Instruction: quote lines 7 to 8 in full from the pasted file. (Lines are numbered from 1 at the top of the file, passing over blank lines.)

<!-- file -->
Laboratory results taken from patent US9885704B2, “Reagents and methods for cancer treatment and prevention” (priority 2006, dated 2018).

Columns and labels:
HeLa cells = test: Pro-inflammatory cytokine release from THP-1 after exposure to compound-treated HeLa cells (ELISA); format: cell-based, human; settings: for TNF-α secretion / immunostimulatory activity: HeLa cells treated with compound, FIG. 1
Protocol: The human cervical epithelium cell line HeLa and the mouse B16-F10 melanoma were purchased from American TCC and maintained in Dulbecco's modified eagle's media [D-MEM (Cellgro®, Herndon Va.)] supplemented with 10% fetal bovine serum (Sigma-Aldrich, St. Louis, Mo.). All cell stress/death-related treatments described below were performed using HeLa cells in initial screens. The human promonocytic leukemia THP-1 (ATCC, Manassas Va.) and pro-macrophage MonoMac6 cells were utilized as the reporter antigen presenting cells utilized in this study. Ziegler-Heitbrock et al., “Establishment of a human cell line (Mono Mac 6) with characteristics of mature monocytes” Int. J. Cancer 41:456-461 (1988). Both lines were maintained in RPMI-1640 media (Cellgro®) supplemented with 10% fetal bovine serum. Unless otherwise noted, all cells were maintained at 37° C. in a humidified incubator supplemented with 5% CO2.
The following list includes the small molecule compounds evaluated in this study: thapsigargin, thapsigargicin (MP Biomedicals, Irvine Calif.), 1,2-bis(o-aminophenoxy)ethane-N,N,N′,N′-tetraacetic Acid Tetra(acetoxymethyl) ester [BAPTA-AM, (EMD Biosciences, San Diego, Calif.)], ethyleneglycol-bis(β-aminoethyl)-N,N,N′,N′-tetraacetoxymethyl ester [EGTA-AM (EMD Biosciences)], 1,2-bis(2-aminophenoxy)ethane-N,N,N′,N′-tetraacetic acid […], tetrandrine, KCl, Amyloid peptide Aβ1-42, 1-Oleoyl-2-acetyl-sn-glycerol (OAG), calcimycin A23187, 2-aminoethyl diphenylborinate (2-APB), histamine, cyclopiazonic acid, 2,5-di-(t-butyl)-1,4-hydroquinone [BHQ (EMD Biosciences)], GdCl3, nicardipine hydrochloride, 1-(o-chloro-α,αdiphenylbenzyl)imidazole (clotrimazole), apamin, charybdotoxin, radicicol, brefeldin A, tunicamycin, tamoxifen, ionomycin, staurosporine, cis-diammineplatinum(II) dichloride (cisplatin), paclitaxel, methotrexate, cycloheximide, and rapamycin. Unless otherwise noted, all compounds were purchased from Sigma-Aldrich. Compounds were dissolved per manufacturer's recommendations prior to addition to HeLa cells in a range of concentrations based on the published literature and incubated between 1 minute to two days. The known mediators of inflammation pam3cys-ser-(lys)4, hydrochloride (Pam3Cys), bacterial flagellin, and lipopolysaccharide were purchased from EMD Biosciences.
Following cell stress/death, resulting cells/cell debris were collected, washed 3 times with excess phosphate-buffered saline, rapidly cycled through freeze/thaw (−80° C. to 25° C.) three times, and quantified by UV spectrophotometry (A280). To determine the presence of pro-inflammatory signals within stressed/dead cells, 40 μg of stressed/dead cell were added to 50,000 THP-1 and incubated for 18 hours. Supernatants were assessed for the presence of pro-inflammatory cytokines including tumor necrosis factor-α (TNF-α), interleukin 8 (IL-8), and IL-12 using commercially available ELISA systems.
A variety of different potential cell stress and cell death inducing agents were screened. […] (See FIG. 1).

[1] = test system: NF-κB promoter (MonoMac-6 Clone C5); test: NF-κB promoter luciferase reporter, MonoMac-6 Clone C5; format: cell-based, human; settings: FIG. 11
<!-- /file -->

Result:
A variety of different potential cell stress and cell death inducing agents were screened. […] (See FIG. 1).

[1] = test system: NF-κB promoter (MonoMac-6 Clone C5); test: NF-κB promoter luciferase reporter, MonoMac-6 Clone C5; format: cell-based, human; settings: FIG. 11